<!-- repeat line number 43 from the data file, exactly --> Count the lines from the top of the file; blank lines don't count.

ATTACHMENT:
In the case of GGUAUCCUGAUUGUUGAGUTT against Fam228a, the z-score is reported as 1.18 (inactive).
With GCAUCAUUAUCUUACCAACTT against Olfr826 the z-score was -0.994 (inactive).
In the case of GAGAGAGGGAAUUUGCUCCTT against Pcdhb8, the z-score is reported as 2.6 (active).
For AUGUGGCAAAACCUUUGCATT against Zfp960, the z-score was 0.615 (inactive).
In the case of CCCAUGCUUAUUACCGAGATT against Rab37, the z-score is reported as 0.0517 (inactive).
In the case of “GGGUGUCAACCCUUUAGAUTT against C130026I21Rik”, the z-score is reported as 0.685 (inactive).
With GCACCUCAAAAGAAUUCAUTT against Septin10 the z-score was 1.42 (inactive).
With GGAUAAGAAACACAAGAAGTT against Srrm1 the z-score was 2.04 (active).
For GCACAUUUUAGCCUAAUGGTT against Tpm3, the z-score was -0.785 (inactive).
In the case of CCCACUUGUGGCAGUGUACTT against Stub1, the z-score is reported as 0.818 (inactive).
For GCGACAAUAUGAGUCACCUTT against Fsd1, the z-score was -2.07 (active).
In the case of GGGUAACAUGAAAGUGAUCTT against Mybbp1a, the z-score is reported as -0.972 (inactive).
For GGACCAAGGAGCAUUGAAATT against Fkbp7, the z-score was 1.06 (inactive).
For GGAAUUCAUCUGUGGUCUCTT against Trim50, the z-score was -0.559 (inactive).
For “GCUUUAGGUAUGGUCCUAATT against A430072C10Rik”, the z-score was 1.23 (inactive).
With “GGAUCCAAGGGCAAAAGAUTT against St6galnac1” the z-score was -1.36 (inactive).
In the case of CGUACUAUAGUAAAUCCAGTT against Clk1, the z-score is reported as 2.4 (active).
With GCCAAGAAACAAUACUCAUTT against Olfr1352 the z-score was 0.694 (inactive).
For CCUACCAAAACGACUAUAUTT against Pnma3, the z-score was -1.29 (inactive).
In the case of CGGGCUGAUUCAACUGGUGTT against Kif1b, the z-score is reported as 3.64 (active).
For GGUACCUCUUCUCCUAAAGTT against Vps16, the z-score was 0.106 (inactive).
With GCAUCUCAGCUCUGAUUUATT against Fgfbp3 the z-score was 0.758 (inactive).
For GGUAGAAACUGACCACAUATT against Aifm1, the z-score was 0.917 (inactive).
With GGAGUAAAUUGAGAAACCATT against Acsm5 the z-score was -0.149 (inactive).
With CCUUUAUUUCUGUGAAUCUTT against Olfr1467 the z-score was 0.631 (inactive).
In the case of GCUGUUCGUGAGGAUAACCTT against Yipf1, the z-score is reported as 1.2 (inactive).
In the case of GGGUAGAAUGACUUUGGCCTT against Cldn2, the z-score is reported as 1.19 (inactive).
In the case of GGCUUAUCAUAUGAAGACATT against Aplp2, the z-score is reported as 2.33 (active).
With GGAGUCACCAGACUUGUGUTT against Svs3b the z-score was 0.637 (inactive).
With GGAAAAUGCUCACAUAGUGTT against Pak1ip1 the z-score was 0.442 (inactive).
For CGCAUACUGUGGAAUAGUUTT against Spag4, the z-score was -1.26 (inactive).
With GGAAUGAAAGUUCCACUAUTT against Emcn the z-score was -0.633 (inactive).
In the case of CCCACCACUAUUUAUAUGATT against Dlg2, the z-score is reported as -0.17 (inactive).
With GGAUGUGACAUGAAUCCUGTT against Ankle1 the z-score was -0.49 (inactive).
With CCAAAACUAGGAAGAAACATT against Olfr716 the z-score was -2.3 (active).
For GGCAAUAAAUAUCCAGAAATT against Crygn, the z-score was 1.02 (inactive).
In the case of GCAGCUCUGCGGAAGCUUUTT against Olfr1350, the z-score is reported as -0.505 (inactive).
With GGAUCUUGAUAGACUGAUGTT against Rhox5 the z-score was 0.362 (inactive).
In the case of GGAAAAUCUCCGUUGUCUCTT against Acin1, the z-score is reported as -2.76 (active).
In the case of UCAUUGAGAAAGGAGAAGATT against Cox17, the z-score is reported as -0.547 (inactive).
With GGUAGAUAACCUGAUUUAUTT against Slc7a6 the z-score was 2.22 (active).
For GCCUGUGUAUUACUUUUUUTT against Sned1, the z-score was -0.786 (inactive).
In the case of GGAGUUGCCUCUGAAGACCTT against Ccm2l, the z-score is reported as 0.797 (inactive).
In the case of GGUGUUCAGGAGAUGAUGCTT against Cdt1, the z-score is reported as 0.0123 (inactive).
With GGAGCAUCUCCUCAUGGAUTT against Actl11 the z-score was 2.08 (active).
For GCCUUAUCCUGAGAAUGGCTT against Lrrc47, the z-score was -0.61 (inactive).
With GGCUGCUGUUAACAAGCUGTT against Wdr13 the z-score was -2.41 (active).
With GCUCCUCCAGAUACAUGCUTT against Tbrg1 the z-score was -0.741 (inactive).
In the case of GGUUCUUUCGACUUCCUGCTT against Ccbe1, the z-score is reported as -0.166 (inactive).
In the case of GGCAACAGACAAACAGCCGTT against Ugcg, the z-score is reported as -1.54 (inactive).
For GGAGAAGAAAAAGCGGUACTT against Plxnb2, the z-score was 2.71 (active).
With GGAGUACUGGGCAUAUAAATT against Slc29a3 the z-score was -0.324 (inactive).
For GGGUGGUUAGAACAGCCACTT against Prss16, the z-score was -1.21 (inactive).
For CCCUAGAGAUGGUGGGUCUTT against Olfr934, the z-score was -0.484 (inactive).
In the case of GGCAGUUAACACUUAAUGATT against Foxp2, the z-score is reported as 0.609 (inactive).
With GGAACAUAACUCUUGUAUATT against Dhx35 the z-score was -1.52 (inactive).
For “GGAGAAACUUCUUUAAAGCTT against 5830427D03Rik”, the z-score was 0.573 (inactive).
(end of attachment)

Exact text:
In the case of GGAGUUGCCUCUGAAGACCTT against Ccm2l, the z-score is reported as 0.797 (inactive).